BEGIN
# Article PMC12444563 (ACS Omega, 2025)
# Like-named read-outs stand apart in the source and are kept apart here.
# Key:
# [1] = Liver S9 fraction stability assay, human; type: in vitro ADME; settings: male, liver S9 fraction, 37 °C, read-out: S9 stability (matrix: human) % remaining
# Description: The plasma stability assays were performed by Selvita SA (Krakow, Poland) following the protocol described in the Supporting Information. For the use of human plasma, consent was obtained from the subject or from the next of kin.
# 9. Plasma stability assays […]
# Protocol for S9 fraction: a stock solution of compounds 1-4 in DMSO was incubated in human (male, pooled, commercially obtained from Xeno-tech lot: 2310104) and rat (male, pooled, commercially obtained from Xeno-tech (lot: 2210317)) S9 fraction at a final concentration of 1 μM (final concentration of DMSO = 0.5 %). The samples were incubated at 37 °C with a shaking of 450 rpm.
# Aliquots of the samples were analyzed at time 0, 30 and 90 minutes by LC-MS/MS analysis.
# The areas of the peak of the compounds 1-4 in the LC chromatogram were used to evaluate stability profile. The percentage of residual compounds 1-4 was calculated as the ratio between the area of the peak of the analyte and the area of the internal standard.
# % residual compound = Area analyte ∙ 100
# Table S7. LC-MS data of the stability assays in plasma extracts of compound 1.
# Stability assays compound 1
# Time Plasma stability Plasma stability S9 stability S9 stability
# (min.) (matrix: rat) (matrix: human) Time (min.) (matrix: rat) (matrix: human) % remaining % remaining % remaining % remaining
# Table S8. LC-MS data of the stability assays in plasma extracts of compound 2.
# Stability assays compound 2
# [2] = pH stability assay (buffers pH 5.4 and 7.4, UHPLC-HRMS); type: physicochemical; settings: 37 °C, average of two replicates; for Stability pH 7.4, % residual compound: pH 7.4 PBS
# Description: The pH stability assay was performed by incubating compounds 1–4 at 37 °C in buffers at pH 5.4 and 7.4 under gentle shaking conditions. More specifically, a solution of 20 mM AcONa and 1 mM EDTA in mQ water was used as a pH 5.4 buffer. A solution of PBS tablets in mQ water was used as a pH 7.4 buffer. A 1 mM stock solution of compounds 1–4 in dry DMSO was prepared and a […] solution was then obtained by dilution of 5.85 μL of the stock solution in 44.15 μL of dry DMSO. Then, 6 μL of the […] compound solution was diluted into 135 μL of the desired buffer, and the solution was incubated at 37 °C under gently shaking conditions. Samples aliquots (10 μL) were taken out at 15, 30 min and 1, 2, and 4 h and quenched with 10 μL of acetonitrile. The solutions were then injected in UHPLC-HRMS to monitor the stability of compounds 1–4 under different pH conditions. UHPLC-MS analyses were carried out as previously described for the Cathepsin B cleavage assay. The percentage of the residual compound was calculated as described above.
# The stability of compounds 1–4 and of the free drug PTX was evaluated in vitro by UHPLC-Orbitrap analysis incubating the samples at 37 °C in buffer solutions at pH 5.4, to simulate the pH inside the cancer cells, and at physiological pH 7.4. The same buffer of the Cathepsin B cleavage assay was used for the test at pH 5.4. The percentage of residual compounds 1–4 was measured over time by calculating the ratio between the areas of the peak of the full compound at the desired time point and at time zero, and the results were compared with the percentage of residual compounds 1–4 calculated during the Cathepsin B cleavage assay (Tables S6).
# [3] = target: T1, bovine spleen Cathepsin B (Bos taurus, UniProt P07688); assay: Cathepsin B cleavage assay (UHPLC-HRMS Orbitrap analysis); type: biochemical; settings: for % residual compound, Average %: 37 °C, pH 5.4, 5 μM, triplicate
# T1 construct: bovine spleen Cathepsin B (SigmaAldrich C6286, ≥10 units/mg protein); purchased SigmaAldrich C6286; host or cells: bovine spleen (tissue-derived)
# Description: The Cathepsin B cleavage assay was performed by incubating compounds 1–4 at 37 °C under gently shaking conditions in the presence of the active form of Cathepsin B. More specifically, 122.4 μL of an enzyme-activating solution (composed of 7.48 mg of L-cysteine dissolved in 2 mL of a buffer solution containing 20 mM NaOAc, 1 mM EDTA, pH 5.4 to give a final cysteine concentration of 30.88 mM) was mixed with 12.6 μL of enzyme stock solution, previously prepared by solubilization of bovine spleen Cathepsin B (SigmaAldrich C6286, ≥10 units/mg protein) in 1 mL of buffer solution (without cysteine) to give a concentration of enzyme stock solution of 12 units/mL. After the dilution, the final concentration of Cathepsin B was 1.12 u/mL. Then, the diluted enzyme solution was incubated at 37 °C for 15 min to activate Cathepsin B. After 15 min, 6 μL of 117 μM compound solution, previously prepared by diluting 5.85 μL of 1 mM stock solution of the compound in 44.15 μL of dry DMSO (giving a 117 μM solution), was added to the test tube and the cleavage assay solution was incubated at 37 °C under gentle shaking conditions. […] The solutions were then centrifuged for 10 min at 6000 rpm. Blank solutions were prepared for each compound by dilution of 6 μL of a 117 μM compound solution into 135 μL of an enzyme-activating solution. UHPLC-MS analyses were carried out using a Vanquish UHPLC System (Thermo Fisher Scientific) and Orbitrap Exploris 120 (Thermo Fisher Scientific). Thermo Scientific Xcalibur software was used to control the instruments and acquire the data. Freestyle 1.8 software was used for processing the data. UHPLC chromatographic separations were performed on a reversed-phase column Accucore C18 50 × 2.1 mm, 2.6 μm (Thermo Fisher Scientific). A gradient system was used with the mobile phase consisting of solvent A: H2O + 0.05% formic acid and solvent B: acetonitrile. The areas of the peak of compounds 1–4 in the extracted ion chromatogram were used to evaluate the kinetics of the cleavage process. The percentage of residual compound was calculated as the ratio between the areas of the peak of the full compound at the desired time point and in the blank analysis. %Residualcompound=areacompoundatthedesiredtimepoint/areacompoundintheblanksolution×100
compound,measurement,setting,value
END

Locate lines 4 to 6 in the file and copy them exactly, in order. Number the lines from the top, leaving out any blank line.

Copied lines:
# [1] = Liver S9 fraction stability assay, human; type: in vitro ADME; settings: male, liver S9 fraction, 37 °C, read-out: S9 stability (matrix: human) % remaining
# Description: The plasma stability assays were performed by Selvita SA (Krakow, Poland) following the protocol described in the Supporting Information. For the use of human plasma, consent was obtained from the subject or from the next of kin.
# 9. Plasma stability assays […]